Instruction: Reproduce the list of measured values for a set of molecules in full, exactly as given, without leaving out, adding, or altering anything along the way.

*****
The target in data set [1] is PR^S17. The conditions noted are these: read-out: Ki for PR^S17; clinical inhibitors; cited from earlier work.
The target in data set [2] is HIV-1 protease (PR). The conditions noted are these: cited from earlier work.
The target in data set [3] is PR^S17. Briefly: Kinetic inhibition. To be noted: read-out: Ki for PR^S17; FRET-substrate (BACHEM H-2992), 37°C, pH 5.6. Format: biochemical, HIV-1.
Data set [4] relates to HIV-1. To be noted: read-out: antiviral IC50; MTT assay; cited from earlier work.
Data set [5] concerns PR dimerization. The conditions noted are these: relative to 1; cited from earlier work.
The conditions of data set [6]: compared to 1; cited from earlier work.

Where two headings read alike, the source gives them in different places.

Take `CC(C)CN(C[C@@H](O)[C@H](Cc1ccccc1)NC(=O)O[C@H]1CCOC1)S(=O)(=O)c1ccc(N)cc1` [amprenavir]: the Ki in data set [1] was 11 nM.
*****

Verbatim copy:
The target in data set [1] is PR^S17. The conditions noted are these: read-out: Ki for PR^S17; clinical inhibitors; cited from earlier work.
The target in data set [2] is HIV-1 protease (PR). The conditions noted are these: cited from earlier work.
The target in data set [3] is PR^S17. Briefly: Kinetic inhibition. To be noted: read-out: Ki for PR^S17; FRET-substrate (BACHEM H-2992), 37°C, pH 5.6. Format: biochemical, HIV-1.
Data set [4] relates to HIV-1. To be noted: read-out: antiviral IC50; MTT assay; cited from earlier work.
Data set [5] concerns PR dimerization. The conditions noted are these: relative to 1; cited from earlier work.
The conditions of data set [6]: compared to 1; cited from earlier work.

Where two headings read alike, the source gives them in different places.

Take `CC(C)CN(C[C@@H](O)[C@H](Cc1ccccc1)NC(=O)O[C@H]1CCOC1)S(=O)(=O)c1ccc(N)cc1` [amprenavir]: the Ki in data set [1] was 11 nM.